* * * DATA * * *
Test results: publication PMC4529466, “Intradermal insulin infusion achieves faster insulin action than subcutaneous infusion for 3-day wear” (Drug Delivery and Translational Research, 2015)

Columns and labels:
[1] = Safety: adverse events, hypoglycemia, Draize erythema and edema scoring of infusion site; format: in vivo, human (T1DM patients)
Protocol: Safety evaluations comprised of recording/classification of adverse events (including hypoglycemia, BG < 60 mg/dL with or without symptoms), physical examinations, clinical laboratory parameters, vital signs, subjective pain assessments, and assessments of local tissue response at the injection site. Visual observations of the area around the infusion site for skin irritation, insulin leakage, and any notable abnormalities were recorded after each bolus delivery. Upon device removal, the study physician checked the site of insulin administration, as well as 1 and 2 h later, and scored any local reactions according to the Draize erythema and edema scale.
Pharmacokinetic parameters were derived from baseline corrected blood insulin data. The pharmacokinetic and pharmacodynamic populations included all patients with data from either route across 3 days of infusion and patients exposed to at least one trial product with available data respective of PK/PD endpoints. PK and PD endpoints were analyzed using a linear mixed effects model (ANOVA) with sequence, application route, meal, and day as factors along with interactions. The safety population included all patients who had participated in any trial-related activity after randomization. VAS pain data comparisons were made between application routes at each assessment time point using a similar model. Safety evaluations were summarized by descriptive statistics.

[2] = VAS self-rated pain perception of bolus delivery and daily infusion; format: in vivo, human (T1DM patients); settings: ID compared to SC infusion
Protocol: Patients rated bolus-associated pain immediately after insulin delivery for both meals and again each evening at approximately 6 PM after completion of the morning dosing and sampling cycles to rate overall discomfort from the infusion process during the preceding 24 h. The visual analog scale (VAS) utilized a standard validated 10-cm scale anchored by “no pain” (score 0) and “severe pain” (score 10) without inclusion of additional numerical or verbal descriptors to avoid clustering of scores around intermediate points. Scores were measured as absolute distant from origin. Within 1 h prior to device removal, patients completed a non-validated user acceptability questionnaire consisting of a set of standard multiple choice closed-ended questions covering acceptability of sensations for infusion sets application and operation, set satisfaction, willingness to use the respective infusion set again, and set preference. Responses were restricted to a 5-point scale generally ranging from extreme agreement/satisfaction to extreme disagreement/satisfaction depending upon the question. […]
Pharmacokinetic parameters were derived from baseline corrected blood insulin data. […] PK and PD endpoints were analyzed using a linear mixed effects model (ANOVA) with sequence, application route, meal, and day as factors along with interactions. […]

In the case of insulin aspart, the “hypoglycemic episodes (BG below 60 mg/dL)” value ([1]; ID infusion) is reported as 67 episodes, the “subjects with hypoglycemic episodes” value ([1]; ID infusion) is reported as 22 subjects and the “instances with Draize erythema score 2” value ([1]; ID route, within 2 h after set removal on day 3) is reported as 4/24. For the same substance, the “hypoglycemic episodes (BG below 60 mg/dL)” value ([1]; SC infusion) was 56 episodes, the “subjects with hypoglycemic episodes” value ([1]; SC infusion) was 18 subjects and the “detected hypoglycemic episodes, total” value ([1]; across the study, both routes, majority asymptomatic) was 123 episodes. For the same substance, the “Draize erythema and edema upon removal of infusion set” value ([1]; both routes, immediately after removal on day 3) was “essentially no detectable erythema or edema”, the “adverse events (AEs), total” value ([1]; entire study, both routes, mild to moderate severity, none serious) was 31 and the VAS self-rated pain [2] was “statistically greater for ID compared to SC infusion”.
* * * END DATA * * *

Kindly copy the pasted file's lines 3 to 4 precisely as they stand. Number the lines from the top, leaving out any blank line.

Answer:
[1] = Safety: adverse events, hypoglycemia, Draize erythema and edema scoring of infusion site; format: in vivo, human (T1DM patients)
Protocol: Safety evaluations comprised of recording/classification of adverse events (including hypoglycemia, BG < 60 mg/dL with or without symptoms), physical examinations, clinical laboratory parameters, vital signs, subjective pain assessments, and assessments of local tissue response at the injection site. Visual observations of the area around the infusion site for skin irritation, insulin leakage, and any notable abnormalities were recorded after each bolus delivery. Upon device removal, the study physician checked the site of insulin administration, as well as 1 and 2 h later, and scored any local reactions according to the Draize erythema and edema scale.